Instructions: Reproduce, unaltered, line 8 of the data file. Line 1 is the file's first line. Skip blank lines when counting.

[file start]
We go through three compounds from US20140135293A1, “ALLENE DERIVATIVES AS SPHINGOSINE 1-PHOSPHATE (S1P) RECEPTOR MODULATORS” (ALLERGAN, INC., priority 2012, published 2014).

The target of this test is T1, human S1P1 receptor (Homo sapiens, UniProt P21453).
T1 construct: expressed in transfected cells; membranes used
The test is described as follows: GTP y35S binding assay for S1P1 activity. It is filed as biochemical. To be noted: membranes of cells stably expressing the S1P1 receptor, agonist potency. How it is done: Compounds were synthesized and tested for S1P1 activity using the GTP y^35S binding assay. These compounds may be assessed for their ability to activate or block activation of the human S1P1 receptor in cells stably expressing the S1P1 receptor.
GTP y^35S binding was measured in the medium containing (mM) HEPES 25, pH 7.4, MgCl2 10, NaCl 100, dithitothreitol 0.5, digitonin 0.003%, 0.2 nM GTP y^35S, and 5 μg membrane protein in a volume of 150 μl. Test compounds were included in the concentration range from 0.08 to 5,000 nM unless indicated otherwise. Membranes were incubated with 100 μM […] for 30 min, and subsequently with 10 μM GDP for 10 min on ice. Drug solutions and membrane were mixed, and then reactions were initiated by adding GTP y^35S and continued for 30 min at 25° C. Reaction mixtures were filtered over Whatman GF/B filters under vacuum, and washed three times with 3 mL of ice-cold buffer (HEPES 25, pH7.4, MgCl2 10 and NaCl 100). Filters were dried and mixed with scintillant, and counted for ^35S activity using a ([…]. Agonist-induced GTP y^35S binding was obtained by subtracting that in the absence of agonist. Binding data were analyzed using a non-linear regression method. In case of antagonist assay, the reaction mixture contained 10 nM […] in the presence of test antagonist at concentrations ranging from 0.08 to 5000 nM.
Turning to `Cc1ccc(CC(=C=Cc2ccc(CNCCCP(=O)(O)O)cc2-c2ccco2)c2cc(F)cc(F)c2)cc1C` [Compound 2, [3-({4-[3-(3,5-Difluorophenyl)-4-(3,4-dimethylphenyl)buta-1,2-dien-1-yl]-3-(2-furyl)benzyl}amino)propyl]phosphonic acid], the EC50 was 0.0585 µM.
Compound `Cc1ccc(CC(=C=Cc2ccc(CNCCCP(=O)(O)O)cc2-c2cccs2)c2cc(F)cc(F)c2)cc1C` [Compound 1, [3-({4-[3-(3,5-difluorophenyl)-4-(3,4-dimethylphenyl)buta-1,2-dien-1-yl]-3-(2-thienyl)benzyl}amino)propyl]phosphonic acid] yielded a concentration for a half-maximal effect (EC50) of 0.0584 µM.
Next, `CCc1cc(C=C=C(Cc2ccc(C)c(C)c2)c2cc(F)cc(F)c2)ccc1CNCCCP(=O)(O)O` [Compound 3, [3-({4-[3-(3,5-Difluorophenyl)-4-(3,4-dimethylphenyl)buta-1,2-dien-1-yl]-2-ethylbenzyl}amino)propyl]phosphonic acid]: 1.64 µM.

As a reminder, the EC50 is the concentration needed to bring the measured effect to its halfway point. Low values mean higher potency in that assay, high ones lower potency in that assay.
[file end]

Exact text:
Next, `CCc1cc(C=C=C(Cc2ccc(C)c(C)c2)c2cc(F)cc(F)c2)ccc1CNCCCP(=O)(O)O` [Compound 3, [3-({4-[3-(3,5-Difluorophenyl)-4-(3,4-dimethylphenyl)buta-1,2-dien-1-yl]-2-ethylbenzyl}amino)propyl]phosphonic acid]: 1.64 µM.